Purpose of review: Extensive systemic illness and treatment with immunosuppressive agents often require patients with rheumatic diseases to be monitored or managed in the pediatric intensive care unit. Additionally, severe disease-specific manifestations of childhood rheumatic disorders present pediatric rheumatologists and critical care physicians with diagnostic and treatment challenges. Although mortality from rheumatic disease in children is rare, the most severe diseases, such as pediatric systemic lupus erythematosus and juvenile dermatomyositis, remain life-threatening.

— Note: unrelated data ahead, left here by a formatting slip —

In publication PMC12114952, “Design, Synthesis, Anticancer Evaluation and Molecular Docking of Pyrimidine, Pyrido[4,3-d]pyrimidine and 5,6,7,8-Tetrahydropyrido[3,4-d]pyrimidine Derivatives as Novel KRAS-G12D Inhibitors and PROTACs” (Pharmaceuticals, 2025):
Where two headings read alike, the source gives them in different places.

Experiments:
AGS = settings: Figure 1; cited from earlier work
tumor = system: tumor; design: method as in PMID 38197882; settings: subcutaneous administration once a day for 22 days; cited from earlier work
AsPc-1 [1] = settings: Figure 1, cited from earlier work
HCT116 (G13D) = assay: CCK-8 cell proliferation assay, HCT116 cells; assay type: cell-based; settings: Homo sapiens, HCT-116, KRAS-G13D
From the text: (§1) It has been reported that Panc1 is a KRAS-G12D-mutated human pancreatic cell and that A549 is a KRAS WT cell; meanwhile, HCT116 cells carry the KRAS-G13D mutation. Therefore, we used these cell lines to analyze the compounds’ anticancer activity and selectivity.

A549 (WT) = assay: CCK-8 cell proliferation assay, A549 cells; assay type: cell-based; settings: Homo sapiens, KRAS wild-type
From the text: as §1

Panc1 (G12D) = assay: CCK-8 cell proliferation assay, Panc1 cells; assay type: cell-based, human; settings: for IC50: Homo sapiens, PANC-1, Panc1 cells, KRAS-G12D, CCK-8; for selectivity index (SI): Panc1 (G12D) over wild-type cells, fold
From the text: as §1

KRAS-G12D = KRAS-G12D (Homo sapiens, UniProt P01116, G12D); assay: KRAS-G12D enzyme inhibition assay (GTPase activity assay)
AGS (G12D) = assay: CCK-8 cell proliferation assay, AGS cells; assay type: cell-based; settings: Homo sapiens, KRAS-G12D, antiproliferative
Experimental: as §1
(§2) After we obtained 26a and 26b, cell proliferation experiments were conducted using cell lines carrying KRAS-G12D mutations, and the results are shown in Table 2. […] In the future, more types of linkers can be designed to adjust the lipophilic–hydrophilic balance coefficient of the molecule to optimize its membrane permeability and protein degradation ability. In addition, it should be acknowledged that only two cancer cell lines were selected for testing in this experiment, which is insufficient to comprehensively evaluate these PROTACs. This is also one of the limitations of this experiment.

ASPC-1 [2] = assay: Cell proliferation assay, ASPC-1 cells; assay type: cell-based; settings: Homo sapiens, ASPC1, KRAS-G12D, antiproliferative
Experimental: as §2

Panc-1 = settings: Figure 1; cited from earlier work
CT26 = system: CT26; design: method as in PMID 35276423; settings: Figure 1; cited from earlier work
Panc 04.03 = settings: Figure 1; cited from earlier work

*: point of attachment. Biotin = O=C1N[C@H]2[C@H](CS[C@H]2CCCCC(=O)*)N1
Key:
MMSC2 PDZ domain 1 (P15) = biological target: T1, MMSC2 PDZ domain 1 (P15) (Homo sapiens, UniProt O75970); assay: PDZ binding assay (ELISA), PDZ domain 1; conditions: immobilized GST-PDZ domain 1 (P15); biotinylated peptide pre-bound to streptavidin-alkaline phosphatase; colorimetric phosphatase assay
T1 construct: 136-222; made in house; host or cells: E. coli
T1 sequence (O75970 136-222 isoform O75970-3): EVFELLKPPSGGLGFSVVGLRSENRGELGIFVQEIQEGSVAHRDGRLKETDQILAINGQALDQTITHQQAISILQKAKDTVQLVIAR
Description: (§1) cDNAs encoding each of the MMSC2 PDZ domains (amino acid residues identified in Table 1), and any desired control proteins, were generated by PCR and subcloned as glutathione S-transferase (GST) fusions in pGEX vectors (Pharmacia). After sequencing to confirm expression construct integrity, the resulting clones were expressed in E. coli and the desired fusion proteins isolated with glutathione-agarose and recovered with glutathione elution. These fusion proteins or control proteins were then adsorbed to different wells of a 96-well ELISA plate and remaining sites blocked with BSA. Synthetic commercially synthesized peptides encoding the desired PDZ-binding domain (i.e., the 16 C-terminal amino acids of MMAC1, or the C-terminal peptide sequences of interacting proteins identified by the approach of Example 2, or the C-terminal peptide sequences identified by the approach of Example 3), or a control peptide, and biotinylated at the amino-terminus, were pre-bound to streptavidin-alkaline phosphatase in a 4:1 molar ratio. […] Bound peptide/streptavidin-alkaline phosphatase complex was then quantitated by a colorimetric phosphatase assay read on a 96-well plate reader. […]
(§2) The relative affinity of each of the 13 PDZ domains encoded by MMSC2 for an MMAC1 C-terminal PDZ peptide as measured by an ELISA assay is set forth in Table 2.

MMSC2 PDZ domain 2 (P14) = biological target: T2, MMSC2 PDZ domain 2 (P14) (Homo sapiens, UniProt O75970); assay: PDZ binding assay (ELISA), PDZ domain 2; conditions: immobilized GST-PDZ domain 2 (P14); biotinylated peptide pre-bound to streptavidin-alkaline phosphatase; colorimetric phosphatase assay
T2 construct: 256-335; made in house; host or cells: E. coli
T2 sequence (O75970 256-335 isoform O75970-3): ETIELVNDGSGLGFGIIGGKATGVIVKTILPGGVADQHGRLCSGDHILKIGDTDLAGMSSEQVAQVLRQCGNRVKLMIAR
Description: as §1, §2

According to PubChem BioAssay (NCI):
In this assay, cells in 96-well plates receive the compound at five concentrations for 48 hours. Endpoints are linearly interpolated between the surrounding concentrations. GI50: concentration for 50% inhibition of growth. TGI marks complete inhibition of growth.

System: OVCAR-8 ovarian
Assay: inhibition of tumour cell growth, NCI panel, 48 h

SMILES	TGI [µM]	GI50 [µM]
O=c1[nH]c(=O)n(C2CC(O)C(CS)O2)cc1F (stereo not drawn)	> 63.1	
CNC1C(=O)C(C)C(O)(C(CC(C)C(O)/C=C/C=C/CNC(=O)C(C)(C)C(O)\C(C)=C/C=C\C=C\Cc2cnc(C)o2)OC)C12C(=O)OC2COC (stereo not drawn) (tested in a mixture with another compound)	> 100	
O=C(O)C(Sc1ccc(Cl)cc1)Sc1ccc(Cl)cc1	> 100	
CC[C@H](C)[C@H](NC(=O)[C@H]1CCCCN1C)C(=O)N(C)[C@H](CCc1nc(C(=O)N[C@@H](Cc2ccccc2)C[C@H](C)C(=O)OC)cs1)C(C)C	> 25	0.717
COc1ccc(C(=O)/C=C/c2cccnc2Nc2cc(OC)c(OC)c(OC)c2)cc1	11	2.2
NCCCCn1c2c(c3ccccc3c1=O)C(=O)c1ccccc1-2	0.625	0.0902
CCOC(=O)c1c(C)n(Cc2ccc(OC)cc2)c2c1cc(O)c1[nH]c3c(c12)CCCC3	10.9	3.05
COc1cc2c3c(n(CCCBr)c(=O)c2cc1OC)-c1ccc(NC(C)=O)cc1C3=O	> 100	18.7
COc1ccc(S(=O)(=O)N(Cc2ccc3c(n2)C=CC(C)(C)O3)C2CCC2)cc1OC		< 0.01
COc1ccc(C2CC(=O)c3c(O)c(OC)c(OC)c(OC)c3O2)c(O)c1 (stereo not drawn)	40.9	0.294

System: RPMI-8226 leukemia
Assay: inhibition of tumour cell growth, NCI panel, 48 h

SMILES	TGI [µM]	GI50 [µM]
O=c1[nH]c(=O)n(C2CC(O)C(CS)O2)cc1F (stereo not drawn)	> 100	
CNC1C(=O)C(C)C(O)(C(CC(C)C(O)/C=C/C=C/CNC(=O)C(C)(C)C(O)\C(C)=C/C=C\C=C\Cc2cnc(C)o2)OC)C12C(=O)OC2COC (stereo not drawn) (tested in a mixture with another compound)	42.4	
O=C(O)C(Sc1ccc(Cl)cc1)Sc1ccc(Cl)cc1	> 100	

Recent findings: Advances in therapy have reduced the incidence of severe complications of autoimmune and inflammatory diseases and have expanded treatment options. However, patients with active underlying rheumatic disease and secondary infection who are being treated with immunosuppressive agents are most at risk for poor outcomes.
Summary: Here we discuss the complications of childhood rheumatic conditions that necessitate critical intervention. We discuss how improved understanding of the cellular and molecular basis of disease pathogenesis holds the promise of more targeted therapy without the adverse effects of global immunosuppression.